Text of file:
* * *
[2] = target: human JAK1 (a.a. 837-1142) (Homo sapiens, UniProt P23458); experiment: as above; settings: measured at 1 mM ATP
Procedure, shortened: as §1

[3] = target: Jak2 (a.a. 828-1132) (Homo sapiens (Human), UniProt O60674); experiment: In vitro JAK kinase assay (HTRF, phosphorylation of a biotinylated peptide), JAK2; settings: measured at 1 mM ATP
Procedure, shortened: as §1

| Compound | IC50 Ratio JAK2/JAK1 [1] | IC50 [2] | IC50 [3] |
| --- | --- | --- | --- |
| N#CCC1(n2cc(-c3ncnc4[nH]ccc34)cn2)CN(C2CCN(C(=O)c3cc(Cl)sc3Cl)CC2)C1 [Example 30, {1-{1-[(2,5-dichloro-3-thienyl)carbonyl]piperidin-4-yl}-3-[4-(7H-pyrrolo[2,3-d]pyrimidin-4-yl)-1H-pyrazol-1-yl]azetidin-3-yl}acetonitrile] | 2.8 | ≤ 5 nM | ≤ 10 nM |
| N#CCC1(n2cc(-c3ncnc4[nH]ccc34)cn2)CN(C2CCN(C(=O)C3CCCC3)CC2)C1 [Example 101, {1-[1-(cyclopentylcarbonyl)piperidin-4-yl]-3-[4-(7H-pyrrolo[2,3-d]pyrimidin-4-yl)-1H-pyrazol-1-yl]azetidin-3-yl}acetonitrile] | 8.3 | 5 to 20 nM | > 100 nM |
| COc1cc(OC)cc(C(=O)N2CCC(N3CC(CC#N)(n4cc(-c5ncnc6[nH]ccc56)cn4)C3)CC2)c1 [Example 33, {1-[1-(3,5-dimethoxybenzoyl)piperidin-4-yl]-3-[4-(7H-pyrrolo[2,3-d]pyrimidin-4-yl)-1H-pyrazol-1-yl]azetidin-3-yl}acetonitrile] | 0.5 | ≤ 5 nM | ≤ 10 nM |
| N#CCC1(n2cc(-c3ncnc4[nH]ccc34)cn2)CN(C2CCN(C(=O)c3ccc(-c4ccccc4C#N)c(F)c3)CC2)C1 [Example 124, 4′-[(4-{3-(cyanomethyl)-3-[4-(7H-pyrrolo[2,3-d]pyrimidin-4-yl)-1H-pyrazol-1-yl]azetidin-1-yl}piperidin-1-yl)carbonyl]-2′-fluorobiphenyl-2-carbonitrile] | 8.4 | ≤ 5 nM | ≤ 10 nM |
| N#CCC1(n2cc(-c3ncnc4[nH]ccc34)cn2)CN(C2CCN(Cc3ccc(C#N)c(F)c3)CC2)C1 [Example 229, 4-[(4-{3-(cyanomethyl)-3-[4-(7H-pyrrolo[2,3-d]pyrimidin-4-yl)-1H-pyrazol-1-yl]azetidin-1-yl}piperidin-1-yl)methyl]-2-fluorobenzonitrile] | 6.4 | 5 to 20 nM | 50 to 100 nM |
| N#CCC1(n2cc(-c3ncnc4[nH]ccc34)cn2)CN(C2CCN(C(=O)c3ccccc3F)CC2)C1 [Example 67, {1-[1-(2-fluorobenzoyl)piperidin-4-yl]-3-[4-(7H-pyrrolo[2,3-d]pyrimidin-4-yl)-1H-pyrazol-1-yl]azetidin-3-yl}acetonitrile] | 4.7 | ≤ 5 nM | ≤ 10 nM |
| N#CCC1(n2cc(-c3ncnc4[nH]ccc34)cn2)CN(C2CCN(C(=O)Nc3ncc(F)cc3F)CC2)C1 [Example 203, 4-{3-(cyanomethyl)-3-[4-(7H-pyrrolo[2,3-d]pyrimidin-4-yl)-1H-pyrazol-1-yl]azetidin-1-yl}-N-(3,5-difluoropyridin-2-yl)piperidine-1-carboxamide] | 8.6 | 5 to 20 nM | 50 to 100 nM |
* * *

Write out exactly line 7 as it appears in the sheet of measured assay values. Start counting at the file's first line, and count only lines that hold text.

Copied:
| N#CCC1(n2cc(-c3ncnc4[nH]ccc34)cn2)CN(C2CCN(C(=O)c3cc(Cl)sc3Cl)CC2)C1 [Example 30, {1-{1-[(2,5-dichloro-3-thienyl)carbonyl]piperidin-4-yl}-3-[4-(7H-pyrrolo[2,3-d]pyrimidin-4-yl)-1H-pyrazol-1-yl]azetidin-3-yl}acetonitrile] | 2.8 | ≤ 5 nM | ≤ 10 nM |